Picture this: It’s a Friday afternoon and a 10-year-old Grade Four pupil walks into a pharmacy and asks for condoms. The woman behind the counter, the age of the boy’s mother, indifferently obliges and hands the boy a pack of the contraceptive, wishing him a pleasant weekend and waving him goodbye.
This may sound strangely outrageous, but that is the world we are fast heading to. Our government, through the Ministry of Health and Child Care, is already working towards coming up with laws that will allow children as young as 10 years old to access contraceptives such as condoms, birth control pills, implants and injectables as a way to prevent teenage pregnancies.
A NewsDay snap survey yesterday showed that most people are not aware of such plans by government and all of those interviewed expressed shock and outrage at the proposal. This is despite the fact that there already are as many as 91 centres around the country where contraceptives are being distributed to children through the Zimbabwe National Family Planning Council.
Zimbabwean laws criminalise sexual relations involving children below the age of 16 and, although distribution of contraception and Aids prevention tools to adolescents will have implications of tacitly allowing such activity, the issue has not been brought before Parliament for debate.
There is no doubt that with the advent of the high information technology era, our children have become exposed to sexual issues and they increasingly seek to experiment.
Much as this is fact and reality, there is need to have parents being made aware of this development to enable them to cope with counselling processes.
As it is, while parents may be aware of their children’s exposure to sexual issues and the danger this poses on them, very few have been made to know that government now wants to give their children condoms and birth control pills.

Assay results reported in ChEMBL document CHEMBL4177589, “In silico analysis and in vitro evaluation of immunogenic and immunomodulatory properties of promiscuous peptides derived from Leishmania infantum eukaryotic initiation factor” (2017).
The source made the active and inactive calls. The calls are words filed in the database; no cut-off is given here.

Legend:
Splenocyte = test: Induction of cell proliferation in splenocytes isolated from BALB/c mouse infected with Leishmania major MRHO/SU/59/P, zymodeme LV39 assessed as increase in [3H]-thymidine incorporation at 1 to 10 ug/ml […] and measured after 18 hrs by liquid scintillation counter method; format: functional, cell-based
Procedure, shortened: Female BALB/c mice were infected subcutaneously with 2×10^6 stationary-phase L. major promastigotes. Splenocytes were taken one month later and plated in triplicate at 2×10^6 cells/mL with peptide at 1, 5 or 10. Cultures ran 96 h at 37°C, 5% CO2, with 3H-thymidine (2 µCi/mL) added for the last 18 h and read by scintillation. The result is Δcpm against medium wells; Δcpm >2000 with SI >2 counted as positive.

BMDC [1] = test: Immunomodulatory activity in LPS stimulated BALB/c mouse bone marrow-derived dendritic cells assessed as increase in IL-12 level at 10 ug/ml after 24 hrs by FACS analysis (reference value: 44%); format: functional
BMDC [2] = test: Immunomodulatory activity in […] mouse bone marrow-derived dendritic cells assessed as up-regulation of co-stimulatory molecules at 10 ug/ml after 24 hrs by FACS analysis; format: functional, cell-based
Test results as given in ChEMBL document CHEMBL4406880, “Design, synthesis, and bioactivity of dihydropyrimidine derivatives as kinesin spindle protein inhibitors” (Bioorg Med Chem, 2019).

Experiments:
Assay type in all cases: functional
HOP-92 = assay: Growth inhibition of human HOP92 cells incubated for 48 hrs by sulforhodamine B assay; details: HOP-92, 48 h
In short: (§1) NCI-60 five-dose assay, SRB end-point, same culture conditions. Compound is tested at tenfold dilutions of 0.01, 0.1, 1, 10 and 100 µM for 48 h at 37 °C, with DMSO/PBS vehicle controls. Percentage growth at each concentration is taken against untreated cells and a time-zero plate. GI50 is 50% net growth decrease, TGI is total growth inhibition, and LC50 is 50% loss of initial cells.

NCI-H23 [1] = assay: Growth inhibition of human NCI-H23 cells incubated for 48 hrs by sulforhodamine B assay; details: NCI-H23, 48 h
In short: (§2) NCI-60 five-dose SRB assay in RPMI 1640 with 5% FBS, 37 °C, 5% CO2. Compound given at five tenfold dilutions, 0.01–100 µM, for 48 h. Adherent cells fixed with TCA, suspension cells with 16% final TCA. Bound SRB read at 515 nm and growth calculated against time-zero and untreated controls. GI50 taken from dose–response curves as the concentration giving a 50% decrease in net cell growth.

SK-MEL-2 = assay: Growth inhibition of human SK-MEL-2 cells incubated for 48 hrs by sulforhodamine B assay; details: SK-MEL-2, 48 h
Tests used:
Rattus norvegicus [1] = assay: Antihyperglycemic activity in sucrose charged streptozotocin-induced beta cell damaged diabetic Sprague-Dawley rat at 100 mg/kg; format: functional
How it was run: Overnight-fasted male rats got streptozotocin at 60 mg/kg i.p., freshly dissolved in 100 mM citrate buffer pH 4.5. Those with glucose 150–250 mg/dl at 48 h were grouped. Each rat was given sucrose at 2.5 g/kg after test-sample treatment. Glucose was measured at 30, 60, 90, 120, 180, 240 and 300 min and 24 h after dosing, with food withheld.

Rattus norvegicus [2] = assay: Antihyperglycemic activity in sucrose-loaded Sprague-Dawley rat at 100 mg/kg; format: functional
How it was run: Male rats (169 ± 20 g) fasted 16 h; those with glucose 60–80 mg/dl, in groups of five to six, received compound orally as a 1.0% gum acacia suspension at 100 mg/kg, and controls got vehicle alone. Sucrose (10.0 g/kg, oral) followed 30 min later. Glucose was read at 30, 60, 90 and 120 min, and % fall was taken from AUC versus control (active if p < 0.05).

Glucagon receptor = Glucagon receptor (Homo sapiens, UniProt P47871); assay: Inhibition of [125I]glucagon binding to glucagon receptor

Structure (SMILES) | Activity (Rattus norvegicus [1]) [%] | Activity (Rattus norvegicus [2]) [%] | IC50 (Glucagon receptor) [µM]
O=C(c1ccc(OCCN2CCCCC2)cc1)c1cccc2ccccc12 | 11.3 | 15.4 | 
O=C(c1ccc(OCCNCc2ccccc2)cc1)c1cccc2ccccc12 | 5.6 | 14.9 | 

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The director of family health in the Ministry of Health and Child Care, Dr Bernard Madzima, reportedly said government took the decision to dispense contraceptives to children as a way to curb teenage pregnancies and pregnancy-related deaths among young girls.
He said the children were counselled first before they were given the contraceptives.
The programme to give out contraceptives to adolescents is called the National Adolescence Sexual and Reproductive Health Strategy and, according to Madzima, government is working at strengthening the programme by dealing with the legal issues that criminalise sexual activities with minors — a suggestion that moves could soon be underway to make sex with or among minors legal.
Even organisations that deal with the prevention of HIV and Aids seem to be amenable to the idea of dishing out contraceptives to children on the grounds that, much as abstinence would be the best option, the fact remained that children are fast getting sexually active at tender ages.
Our point is that parents still have a role to play in their children’s moral issues. Giving youngsters pills and condoms may be a way to prevent pregnancies, but its impact on the moral fabric of society must be considered carefully.
Has enough education been done to prepare parents to cope with this development? Not much, from our perspective.